Don't miss your chance to own a Navajo rug June 23

More than 200 vintage and contemporary weavings will be available for sale during annual auction at Museum of Northern Arizona in Flagstaff

Shoppers peruse Navajo rugs prior to a previous auction. Submitted photo

Shoppers peruse Navajo rugs prior to a previous auction. Submitted photo

FLAGSTAFF, Ariz. - In collaboration with Flagstaff Cultural Partners (FCP), the Museum of Northern Arizona (MNA) will host the summer Navajo Rug Auction June 23 at the MNA. The auction will feature over 200 vintage and contemporary Navajo weavings from artists, consigners, and the R. B. Burnham & Co. Trading Post. Rug styles being auctioned include Two Grey Hills, Ganado, Teec Nos Pos, Ye'ii, Pictorial, Wide Ruins, Storm, Sandpainting and Eyedazzler.

There will be a public preview of all the weavings the morning of the auction from 9 a.m.-1 p.m. The live auction begins at 2 p.m. and is free to the public. A portion of the proceeds from this event will provide support for FCP and the MNA.

Consignments will be accepted for the auctions. Artists and other consigners are invited to bring their Navajo weavings to the Museum of Northern Arizona 9 a.m.-12 p.m. and 1-5 p.m. June 20-22. Experts will be on hand to view and select weavings.

The auction will be led by auctioneers from the R. B. Burnham & Co. Trading Post. Bruce Burnham and his family are well known for their work in trading Native art of the Four Corners region for five generations. He has been a trader to the Navajo for over 40 years and is also the auctioneer for the Hubbell Trading Post in Ganado, Ariz.. He and his wife Virginia own and operate the Burnham Trading Post and Collector's Gallery in Sanders, Ariz., in the Navajo new lands. The Burnham family is known for their encouragement of innovation and quality in Navajo textiles, and Bruce Burnham's expertise in buying, selling, and trading has earned him the respect of area collectors and peers nationwide.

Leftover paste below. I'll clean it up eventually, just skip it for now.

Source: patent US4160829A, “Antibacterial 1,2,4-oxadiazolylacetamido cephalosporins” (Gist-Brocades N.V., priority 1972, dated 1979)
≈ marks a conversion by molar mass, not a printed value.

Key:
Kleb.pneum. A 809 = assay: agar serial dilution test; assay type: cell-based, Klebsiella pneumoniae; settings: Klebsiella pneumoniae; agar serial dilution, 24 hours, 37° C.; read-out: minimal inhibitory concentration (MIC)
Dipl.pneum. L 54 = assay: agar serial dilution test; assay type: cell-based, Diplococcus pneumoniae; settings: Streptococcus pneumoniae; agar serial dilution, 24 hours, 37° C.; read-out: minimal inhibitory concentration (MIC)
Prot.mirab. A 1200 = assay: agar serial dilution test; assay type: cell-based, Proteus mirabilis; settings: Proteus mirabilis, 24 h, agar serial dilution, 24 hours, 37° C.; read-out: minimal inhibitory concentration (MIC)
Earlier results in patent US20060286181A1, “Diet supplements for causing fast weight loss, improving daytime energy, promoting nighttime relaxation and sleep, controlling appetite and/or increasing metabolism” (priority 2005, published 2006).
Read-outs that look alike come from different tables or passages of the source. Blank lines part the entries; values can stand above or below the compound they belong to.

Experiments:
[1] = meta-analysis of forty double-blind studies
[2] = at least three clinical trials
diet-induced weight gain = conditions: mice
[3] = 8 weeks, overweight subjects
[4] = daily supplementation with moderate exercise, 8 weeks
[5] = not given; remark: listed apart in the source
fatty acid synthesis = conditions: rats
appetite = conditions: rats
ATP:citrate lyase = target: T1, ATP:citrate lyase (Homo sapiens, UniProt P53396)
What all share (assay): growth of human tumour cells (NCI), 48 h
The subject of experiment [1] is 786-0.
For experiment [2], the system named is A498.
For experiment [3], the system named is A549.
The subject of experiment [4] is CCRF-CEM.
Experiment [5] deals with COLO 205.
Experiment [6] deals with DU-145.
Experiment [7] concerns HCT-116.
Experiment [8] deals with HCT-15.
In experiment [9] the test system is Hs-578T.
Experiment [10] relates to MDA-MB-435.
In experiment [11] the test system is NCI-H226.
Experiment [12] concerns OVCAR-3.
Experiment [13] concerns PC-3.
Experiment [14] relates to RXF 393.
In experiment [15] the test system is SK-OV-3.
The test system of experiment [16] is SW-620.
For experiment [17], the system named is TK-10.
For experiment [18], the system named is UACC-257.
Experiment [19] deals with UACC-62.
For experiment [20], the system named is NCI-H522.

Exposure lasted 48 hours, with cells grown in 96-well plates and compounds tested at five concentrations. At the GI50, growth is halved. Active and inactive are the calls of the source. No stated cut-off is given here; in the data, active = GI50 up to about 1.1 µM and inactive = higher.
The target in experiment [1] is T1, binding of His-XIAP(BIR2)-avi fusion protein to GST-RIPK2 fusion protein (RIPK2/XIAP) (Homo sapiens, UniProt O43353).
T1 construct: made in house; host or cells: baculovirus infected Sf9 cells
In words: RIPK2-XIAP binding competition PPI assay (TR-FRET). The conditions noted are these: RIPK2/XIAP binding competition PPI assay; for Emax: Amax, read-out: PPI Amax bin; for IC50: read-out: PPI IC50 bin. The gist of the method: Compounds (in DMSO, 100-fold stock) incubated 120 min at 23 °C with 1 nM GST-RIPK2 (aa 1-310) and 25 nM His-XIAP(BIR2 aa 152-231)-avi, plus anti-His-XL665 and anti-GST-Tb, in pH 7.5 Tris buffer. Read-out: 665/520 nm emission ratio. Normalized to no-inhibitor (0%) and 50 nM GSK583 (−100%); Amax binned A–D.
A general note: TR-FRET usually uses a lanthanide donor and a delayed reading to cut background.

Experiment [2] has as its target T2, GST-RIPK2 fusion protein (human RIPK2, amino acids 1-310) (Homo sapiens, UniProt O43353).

Specialists and experts in the field of Native art and Navajo weaving will be on-site to identify handspun, hand-carded, and vintage pieces, versus acrylic yarns, to ensure quality items and prices for the auction. Information on how to evaluate and buy Navajo rugs will also be available.

Navajo rugs are a great investment. Historically, the value of rugs has appreciated with time, and in recent years, Navajo rugs have outdistanced many other investment options for their return on investment. The breadth of artists, styles, and bidding opportunities has made rug auctions an affordable way to purchase and collect high quality rugs. Rugs sell from 20 to several thousand dollars. Even if you do not buy anything, auction day is a great cultural experience.

Navajo rug auctions are also an excellent opportunity to learn more about Native art. Before the auction, you can hold rugs in your hands and appreciate them up close. Detailed information and discussion about a specific piece, artist, and other aspects of the weavings will be available before and after the auction by experts in the field of Navajo weaving and culture. It is important to note that auctions allow weavers to obtain an immediate and higher return for their work.

Call (928) 774-5213 or visit musnaz.org or culturalpartners.org for more information.

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